Suddenly, reality’s cruel grasp grounds the protagonist back to real life with two texts from her mother, “Something has gone wrong,” and “How soon can you get here?” Lockwood’s novel is a profound meditation of life in the 21st century with a comprehensive reference to the internet culture of the last decade.
A finalist of the Women’s Prize For Fiction, Lockwood writes without adherence to literary rules on form or genre, making for a unique tale of our times.
The Fortune Men by Nadifa Mohamed (Penguin Books), £14.99.
Mahmood Mattan was a Somalian sailor, explorer, gambler, thief, father, and husband. He lived in the Docklands area of Cardiff in the 1940s and 50s – and was the last man to be hanged there. His case was also the first miscarriage of justice to be rectified by a British court: he should not have been killed by the state.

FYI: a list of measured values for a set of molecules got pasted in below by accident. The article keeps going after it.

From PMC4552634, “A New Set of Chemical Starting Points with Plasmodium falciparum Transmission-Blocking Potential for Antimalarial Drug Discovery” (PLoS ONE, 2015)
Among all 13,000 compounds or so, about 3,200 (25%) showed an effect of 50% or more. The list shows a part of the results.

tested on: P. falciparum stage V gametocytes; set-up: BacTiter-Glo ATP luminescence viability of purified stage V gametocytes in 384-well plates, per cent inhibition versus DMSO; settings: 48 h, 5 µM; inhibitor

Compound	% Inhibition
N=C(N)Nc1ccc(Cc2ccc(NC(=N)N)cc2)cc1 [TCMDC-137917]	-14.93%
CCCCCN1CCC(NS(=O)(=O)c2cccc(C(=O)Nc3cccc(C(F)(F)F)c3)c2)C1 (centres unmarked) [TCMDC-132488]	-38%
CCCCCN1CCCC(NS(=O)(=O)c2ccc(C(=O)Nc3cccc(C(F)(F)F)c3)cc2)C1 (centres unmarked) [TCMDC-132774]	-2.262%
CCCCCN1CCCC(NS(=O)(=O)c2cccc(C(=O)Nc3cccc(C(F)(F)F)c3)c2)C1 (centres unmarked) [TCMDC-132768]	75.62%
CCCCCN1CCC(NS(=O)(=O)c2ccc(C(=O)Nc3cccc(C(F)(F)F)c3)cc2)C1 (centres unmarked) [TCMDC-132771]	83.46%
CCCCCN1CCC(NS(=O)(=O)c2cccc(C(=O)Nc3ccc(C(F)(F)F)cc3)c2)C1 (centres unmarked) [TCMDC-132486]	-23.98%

Mattan was hung for the murder of the shopkeeper Lily Volpert (Violet Volpert in Mohamed’s novel) based on shaky evidence and discriminatory testimony. He left behind his wife, Laura, and their three sons. It is this story that Nadifa Mohamed painstakingly and tenderly tells in her novel The Fortune Men.
She masterfully weaves tales of Mahmood’s travelling youth with an unflinching evocation of the gritty realities of post-war Cardiff. With murder, poverty, racism, and heartbreak, there is not a moment’s respite for any of her characters.
Both the Mattan and Volpert family’s stories are delicately told; this is not a story of winners and losers, but a wholesale tragedy and a failure of justice. The murder of Lily Volpert is still unsolved.
Mohamed has not simply written a faithful legal account of the case. Her novel sparkles with literary allusions and ability – from overtones of Sam Selvon to Joyce-like descriptions of flâneury. It would undoubtedly be a worthy winner of the Booker Prize.
Bewilderment by Richard Powers (Cornerstone), £18.99.
Bewilderment is Pulitzer-prize winner Richard Powers’ attempt to grapple with the ugly climate legacy left to the children of today, or rather the children of tomorrow.